FWIW my own standards are notoriously slack. Now that I’m not hosting you folks, I can admit that. I get a cold about once in four years. The last time I had the flu was 1999. To the best of my knowledge, I’ve never gotten food poisoning from my own kitchen. I’m not telling anyone what to do, but some balance is needed on these issues.

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  7. Childproofing…I always thought it was more to do with breakables and poisons/harmful substances rather than cleanliness. And kids are different as to what they will get into or do. I managed to get three kids through childhood without anything drastic like them poisoning themselves with whatever they found under the kitchen sink. We had some things broken, mostly one kids in particular who is a careless type. But whoo boy, now that the grandkids are here all the time, I think the most childproof thing we could do is live in an empty cave. I’m surprised that there are any bulbs left on the christmas tree that haven’t broken but that’s somewhat normal. We’ve had both towel bars and toilet paper holders ripped out of the bathroom wall from kid(s) hanging on them. I expect the refrigerator door to fall off one of these days from the way they put so much energy into swinging it open. That’s the sort of thing you just can’t “childproof” for unless you remove everything. Some kids just go through life leaving a wake of destruction behind them.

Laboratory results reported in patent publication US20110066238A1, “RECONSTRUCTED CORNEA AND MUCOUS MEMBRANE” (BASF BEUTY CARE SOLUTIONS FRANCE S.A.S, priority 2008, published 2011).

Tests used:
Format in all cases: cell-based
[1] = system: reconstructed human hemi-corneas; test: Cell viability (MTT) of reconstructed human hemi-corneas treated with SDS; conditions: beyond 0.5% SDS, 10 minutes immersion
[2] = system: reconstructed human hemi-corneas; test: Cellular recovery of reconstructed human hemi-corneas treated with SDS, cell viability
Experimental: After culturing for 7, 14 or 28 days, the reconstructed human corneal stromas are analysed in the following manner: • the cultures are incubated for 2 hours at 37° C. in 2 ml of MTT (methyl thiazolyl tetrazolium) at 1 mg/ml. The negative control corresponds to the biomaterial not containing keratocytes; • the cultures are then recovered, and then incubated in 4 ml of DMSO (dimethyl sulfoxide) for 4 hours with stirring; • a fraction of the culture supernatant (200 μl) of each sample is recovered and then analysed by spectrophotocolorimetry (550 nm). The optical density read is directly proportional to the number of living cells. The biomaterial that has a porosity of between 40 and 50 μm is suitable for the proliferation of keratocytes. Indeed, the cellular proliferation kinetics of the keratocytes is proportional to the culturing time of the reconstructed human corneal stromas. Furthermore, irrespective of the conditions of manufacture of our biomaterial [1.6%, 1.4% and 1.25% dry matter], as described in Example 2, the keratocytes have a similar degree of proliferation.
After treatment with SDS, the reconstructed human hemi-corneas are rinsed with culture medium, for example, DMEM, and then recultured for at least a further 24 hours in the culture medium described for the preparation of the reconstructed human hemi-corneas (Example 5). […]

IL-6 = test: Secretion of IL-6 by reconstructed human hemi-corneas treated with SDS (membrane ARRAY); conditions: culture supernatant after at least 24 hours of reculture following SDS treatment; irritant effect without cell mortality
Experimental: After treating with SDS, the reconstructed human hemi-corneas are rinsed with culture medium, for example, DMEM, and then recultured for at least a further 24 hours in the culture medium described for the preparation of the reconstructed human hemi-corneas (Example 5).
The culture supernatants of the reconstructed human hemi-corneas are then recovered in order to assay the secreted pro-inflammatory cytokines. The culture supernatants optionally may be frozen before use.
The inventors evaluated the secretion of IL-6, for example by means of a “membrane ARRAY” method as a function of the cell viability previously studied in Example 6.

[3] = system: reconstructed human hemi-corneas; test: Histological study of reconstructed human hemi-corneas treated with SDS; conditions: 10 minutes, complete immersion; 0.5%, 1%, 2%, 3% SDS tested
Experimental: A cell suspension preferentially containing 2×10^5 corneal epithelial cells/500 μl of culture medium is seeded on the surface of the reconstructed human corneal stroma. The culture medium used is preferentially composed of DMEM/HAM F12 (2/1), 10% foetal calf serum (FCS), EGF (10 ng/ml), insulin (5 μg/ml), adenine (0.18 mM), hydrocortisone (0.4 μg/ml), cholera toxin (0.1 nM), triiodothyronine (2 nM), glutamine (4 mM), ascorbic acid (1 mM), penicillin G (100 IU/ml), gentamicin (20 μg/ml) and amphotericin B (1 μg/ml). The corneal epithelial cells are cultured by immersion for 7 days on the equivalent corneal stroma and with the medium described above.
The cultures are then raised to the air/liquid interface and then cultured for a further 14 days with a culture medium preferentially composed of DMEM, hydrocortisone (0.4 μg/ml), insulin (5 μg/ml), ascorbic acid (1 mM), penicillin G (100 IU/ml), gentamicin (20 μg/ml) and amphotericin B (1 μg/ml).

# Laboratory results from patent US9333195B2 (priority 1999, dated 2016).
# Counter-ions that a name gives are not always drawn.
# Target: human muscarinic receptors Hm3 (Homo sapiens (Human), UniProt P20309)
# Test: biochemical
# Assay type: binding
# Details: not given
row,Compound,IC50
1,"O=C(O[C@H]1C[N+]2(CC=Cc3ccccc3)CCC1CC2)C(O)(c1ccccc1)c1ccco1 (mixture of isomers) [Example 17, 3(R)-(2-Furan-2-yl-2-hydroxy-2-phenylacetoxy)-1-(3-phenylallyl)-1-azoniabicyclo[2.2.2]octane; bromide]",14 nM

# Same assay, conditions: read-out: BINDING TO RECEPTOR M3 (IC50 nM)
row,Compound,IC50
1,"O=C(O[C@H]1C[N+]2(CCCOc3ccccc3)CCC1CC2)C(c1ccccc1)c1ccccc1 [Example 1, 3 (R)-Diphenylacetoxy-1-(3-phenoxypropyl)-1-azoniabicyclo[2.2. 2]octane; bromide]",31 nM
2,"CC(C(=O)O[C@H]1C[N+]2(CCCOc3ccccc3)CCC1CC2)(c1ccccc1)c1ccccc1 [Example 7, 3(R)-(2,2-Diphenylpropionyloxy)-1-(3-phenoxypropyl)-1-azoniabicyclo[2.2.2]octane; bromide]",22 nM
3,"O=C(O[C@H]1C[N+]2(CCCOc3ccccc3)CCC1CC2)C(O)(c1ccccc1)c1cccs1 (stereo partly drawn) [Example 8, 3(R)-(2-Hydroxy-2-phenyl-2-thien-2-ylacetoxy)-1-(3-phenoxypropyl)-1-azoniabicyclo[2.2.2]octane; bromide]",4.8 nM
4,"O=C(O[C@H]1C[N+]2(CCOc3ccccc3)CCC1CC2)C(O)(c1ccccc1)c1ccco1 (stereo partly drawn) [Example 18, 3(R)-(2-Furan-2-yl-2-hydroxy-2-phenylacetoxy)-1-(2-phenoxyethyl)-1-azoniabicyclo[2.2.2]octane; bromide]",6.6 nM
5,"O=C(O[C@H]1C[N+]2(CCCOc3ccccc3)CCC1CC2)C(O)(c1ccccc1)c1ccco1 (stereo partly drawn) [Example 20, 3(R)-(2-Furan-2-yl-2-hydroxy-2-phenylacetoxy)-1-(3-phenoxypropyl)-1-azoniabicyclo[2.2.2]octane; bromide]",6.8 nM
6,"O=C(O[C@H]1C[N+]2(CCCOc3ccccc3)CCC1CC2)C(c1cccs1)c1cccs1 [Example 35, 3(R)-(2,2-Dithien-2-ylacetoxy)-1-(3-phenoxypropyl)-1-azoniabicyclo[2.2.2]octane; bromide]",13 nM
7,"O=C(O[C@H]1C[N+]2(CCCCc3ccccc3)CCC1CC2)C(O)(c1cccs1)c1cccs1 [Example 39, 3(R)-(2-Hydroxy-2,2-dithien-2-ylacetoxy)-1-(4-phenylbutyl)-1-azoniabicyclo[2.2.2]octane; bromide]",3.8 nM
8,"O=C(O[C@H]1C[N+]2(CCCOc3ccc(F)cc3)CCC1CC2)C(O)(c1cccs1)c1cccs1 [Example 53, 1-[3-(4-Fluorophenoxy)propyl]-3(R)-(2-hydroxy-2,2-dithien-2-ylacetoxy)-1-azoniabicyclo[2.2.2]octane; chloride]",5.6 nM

Liked by 1 person

    1. Yes, I’m talking about getting things up out of reach that are either poisonous, sharp, or electronic and could be unwittingly damaged… I’ve cleaned a reasonable amount, but if she wants to make friends with some of the harder to reach dust bunnies, she’s welcome to them.

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  8. I’ve never done any serious childproofing. My nieces, when they were small, visited briefly without any major incidents. They were pretty well-behaved. One of them did manage to pull a coat hook off the wall, though. by hanging her coat on it and pulling it down very hard.

    Most of the destruction in my house has been at the paws of various cats.

    Liked by 1 person